Today, for the first time, more people worldwide live in cities than in the countryside. What's often missed in this equation is how fast this trend will accelerate. Take China. Currently 650 million people, or 52% of the population, now live in cities. Fast-forward only ten years or so and that number is expected to hit one billion. That means that some 350 million people, the equivalent of the entire population of the U.S., will move from the Chinese countryside into urban areas. The number of Chinese cities with a million or more people will hit 221.
This migration presents a challenge. China's urban dwellers on average consume three times more energy than rural ones. That means we must design new cities and rebuild old ones in ways that will allow billions to live, drive, eat, and work sustainably. At today's session on Rethinking Our Cities at Fortune's Global Forum in Chengdu, Zhang Yue, the CEO of Broad Group, a maker of energy equipment and a real estate development company, said that we have to totally redefine what it means to live in cities.
"People don't want to have to get on trains or drive a car to get to work," he said. One solution: Zhang plans to lick the urban congestion problem by building up. His proposed high-rise prefab in Hunan Province called Sky City will soar 202 stories to a height of 838 meters.
Zhang says that Sky City can be built in seven months compared to at least five years for other super high-rises and is five times more energy efficient. The building will save some 200 hectares compared to typical sprawl development in China and will contain offices, schools, playing fields, stores and restaurants, reducing dependency on the automobile. Says Zhang: "Sky City will take some 2,000 cars off the road simply because its residents can find most of what they need right where they live."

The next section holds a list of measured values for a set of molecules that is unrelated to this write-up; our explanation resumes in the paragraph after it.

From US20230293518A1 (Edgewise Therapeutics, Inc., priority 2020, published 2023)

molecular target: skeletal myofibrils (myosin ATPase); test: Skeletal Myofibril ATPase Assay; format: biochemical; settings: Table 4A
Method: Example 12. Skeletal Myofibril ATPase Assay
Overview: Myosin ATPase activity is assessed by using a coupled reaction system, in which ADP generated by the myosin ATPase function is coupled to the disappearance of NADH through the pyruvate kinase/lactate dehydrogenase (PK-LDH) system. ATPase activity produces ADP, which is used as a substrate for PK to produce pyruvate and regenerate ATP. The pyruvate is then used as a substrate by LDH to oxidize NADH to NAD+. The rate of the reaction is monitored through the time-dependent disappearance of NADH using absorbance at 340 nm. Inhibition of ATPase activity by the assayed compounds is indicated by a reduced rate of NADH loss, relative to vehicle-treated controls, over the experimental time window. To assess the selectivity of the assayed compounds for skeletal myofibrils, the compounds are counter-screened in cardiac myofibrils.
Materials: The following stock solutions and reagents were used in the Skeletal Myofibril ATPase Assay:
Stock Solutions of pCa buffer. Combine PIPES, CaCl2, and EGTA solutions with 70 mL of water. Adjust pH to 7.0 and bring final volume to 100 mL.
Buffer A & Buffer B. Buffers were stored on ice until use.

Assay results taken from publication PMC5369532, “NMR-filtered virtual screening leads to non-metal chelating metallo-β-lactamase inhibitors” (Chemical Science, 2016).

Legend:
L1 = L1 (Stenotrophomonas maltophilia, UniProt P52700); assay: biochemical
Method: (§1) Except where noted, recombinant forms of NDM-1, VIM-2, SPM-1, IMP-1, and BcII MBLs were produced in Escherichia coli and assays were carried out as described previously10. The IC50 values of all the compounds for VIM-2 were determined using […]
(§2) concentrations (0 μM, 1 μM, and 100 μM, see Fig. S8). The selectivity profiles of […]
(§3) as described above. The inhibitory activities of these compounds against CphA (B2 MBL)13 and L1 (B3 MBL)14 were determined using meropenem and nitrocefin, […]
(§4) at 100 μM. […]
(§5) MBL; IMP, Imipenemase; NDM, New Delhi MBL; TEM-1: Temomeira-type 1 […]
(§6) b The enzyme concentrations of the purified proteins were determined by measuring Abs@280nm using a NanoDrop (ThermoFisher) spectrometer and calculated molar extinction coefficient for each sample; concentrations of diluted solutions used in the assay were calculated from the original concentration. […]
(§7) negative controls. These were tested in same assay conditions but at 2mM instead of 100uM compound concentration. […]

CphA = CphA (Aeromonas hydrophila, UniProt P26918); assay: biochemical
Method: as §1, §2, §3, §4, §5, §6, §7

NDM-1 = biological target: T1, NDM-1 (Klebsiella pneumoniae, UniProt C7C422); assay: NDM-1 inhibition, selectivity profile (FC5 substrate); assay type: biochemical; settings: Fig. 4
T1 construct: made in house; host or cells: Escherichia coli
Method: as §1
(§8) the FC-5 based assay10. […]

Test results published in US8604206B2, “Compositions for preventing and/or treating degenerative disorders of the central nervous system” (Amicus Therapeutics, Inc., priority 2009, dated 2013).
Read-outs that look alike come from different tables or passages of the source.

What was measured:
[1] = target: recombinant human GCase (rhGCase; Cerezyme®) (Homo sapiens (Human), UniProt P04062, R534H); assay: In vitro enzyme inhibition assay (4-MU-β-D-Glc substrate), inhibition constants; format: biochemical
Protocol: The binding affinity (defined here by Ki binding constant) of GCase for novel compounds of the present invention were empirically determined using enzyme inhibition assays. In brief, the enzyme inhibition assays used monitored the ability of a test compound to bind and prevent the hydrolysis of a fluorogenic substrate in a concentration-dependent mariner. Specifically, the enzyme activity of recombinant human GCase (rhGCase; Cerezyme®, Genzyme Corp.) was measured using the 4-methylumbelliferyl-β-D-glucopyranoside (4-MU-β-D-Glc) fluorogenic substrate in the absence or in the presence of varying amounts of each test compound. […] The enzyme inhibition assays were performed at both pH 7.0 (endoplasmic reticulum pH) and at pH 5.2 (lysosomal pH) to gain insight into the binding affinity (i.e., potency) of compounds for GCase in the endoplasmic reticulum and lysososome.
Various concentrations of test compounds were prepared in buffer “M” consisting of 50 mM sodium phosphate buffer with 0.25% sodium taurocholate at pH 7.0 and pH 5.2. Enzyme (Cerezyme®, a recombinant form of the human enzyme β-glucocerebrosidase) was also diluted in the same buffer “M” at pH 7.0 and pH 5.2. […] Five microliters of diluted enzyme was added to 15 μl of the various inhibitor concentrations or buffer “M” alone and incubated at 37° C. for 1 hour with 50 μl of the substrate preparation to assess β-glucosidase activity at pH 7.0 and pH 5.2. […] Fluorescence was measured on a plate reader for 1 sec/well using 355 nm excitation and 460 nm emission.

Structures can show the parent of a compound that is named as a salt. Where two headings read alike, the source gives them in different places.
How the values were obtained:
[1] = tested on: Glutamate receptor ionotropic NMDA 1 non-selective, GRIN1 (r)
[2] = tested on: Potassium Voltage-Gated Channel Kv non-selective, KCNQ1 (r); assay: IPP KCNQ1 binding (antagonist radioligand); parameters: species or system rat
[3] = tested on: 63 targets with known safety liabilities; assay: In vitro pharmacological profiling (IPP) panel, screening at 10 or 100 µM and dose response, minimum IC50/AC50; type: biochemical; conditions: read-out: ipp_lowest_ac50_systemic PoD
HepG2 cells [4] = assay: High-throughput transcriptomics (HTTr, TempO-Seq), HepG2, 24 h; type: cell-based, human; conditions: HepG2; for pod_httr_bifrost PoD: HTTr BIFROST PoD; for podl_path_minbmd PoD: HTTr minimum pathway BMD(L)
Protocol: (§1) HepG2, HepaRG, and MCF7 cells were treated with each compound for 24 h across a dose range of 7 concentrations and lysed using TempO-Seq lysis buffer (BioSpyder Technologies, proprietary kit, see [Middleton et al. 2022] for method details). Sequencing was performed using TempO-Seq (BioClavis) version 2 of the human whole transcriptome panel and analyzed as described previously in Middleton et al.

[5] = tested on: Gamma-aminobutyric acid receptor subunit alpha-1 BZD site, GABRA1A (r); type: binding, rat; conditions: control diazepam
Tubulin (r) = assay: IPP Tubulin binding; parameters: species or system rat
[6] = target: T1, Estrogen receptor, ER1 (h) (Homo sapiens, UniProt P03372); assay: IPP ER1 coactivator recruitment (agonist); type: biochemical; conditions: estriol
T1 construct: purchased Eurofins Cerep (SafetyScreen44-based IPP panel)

Another proponent of smart cities is Jean-Pascal Tricoire, the CEO of Schneider Electric, the French company that offers solutions for power, grids, traffic systems and more. Tricoire says cities can embrace social media to make them run more sustainably. "Parisians," he says, "spend a year of their lives looking for parking spaces." He says his company is working on systems where drivers can tap into social media and find an empty parking spot or avoid traffic jams.
David Cote, the CEO of Honeywell (HON), the industrial giant that has more than 50% of its portfolio linked to energy efficiency, gave a telling example of how the city of the future will require dramatically less energy. The company has designed building management systems that integrate core systems such as HVAC, lighting, and security that maximize energy usage while providing cost savings.
So the world has recognized the challenge of making our cities more sustainable and has the technology to do it. Cote says that's not enough. "We can't let this process be chaotic. We need much more planning. We need to get a lot of smart people in a room to figure out how to make all this work."
The three executives on this panel would certainly be well-suited to lead the discussion.